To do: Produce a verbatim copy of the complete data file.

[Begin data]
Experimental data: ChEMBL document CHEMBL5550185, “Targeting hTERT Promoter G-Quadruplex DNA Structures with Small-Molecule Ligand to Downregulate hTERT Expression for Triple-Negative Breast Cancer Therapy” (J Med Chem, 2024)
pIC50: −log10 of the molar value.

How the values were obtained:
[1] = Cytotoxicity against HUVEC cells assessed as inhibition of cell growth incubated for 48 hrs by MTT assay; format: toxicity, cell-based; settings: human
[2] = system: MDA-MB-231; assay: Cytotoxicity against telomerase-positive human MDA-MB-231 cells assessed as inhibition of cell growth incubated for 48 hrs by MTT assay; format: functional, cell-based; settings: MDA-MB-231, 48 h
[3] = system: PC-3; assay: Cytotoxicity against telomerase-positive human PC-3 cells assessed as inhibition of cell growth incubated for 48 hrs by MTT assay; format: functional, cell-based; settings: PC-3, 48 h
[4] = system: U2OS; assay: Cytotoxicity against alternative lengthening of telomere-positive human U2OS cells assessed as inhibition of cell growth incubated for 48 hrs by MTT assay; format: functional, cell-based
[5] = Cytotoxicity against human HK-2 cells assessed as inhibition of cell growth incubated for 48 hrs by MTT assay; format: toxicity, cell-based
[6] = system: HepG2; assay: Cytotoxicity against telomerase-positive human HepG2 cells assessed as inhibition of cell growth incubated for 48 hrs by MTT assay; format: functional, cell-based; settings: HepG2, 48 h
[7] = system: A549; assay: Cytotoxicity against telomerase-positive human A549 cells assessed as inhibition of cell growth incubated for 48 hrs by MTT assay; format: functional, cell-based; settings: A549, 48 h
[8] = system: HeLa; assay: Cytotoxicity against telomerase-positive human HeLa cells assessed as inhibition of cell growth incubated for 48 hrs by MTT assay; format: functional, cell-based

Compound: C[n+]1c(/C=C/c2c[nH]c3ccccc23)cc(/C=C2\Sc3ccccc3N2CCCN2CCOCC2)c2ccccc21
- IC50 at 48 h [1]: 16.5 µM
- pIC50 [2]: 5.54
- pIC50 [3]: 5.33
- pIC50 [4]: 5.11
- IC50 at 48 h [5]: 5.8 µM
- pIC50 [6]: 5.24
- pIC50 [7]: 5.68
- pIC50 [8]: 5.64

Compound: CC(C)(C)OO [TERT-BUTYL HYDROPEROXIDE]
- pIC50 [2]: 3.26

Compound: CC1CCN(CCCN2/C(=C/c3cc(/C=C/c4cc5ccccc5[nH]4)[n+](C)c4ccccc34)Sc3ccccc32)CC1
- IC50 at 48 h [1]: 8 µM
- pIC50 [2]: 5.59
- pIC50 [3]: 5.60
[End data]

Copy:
Experimental data: ChEMBL document CHEMBL5550185, “Targeting hTERT Promoter G-Quadruplex DNA Structures with Small-Molecule Ligand to Downregulate hTERT Expression for Triple-Negative Breast Cancer Therapy” (J Med Chem, 2024)
pIC50: −log10 of the molar value.

How the values were obtained:
[1] = Cytotoxicity against HUVEC cells assessed as inhibition of cell growth incubated for 48 hrs by MTT assay; format: toxicity, cell-based; settings: human
[2] = system: MDA-MB-231; assay: Cytotoxicity against telomerase-positive human MDA-MB-231 cells assessed as inhibition of cell growth incubated for 48 hrs by MTT assay; format: functional, cell-based; settings: MDA-MB-231, 48 h
[3] = system: PC-3; assay: Cytotoxicity against telomerase-positive human PC-3 cells assessed as inhibition of cell growth incubated for 48 hrs by MTT assay; format: functional, cell-based; settings: PC-3, 48 h
[4] = system: U2OS; assay: Cytotoxicity against alternative lengthening of telomere-positive human U2OS cells assessed as inhibition of cell growth incubated for 48 hrs by MTT assay; format: functional, cell-based
[5] = Cytotoxicity against human HK-2 cells assessed as inhibition of cell growth incubated for 48 hrs by MTT assay; format: toxicity, cell-based
[6] = system: HepG2; assay: Cytotoxicity against telomerase-positive human HepG2 cells assessed as inhibition of cell growth incubated for 48 hrs by MTT assay; format: functional, cell-based; settings: HepG2, 48 h
[7] = system: A549; assay: Cytotoxicity against telomerase-positive human A549 cells assessed as inhibition of cell growth incubated for 48 hrs by MTT assay; format: functional, cell-based; settings: A549, 48 h
[8] = system: HeLa; assay: Cytotoxicity against telomerase-positive human HeLa cells assessed as inhibition of cell growth incubated for 48 hrs by MTT assay; format: functional, cell-based

Compound: C[n+]1c(/C=C/c2c[nH]c3ccccc23)cc(/C=C2\Sc3ccccc3N2CCCN2CCOCC2)c2ccccc21
- IC50 at 48 h [1]: 16.5 µM
- pIC50 [2]: 5.54
- pIC50 [3]: 5.33
- pIC50 [4]: 5.11
- IC50 at 48 h [5]: 5.8 µM
- pIC50 [6]: 5.24
- pIC50 [7]: 5.68
- pIC50 [8]: 5.64

Compound: CC(C)(C)OO [TERT-BUTYL HYDROPEROXIDE]
- pIC50 [2]: 3.26

Compound: CC1CCN(CCCN2/C(=C/c3cc(/C=C/c4cc5ccccc5[nH]4)[n+](C)c4ccccc34)Sc3ccccc32)CC1
- IC50 at 48 h [1]: 8 µM
- pIC50 [2]: 5.59
- pIC50 [3]: 5.60